11 Jun 2014

500,000 thought to have fled Mosul

9:06 pm on 11 June 2014

As many as 500,000 people have been forced to flee the Iraqi city of Mosul after Islamist militants effectively took control of it, the International Organization for Migration says.

Militants from the Islamic State of Iraq and the Levant (ISIS) overran Mosul and a string of Sunni Arab northern towns on Tuesday, in a major blow to the Iraqi government that the United States warned threatens the entire region.

Thousands of Iraqis are fleeing violence in the northern Nineveh province.

Thousands of Iraqis are fleeing violence in the northern Nineveh province. Photo: AFP

Jihadists are firmly in control, patrolling the streets of Iraq's second city, witnesses told AFP. Gunmen, some in military uniforms and others wearing black, stood guard at government buildings and banks, calling over loudspeakers for government employees to go back to work.

Troops were among those fleeing as hundreds of jihadists from the ISIS group overran Iraq's second city and much of the surrounding province of Nineveh. ISIS has now reportedly taken Baiji, home to Iraq's largest oil refinery, the BBC reports.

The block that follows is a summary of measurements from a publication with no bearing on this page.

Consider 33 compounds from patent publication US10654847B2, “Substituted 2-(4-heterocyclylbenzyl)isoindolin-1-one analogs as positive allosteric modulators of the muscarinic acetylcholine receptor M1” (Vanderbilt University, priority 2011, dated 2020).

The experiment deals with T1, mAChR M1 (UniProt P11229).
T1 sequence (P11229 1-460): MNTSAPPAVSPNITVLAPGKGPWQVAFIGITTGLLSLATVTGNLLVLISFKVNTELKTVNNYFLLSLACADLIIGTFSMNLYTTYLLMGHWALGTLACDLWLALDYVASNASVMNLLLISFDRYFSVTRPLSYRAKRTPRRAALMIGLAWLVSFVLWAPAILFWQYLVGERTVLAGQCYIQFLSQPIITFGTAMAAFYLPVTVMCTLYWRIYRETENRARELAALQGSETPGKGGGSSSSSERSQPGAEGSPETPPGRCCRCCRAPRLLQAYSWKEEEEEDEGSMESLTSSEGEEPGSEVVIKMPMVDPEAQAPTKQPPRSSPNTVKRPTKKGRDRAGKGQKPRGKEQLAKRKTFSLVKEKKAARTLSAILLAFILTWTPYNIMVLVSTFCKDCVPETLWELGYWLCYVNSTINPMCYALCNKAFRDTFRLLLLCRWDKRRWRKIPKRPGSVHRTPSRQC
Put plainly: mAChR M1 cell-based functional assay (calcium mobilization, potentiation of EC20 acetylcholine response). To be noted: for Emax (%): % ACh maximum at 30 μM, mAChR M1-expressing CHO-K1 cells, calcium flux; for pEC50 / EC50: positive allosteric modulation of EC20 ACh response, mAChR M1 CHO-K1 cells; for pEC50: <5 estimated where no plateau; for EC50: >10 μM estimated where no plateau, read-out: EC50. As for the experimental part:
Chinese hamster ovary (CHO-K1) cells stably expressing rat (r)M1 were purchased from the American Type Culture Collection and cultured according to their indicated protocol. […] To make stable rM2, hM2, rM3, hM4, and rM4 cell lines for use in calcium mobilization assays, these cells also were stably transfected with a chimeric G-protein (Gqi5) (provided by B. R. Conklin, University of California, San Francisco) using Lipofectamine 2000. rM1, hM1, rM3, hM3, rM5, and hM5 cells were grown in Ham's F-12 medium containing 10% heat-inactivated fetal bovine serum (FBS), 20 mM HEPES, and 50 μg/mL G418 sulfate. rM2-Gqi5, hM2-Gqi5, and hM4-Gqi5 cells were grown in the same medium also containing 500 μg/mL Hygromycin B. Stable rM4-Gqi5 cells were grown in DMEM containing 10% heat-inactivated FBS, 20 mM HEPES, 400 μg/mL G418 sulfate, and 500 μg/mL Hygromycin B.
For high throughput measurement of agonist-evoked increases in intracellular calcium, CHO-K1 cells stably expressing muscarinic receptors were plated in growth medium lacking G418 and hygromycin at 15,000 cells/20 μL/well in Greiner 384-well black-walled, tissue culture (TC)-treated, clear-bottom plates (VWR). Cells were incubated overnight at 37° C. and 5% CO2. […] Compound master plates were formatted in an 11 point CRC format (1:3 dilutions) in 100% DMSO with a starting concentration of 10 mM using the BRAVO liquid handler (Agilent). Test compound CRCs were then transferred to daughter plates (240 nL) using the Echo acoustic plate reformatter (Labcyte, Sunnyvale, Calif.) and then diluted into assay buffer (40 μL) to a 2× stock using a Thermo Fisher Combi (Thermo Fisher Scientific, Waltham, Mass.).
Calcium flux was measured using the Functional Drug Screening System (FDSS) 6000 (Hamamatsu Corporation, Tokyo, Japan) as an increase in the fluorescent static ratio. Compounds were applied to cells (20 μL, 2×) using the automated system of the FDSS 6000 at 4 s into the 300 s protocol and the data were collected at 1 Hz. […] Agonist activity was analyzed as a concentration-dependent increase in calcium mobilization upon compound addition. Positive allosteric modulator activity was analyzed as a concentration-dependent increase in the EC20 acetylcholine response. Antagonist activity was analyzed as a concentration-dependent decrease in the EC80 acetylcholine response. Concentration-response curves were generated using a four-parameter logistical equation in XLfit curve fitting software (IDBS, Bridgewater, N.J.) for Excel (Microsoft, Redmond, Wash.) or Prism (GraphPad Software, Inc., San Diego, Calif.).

Prime Minister Nouri Maliki has asked parliament to declare a state of emergency.

ISIS is an offshoot of al-Qaeda which now controls considerable territory in eastern Syria and western and central Iraq, in a campaign to set up a militant enclave straddling the border.

Residents of Mosul said jihadist flags were flying from buildings and that the militants had announced over loudspeakers they had "come to liberate" the city.

"The situation is chaotic inside the city, and there is nobody to help us," government worker Umm Karam said. "We are afraid."

US State Department spokeswoman Jen Psaki said the situation in Mosul, Iraq's second city, was "extremely serious" and that America supported "a strong, co-ordinated response to push back against this aggression".

The BBC reports that the tens of thousands of fleeing refugees are heading to three towns in the nearby region of Kurdistan where authorities have set up temporary camps for them.

The Iraqi government is struggling with a surge in sectarian violence that has killed almost 800 people, including 603 civilians, in May alone, according to the United Nations. Last year, more than 8860 people died.

Parts of Ramadi, the capital of Anbar province, and much of the nearby city of Falluja have been under the control of ISIS and its allies since late December last year - something that Mr Maliki has been unable to reverse.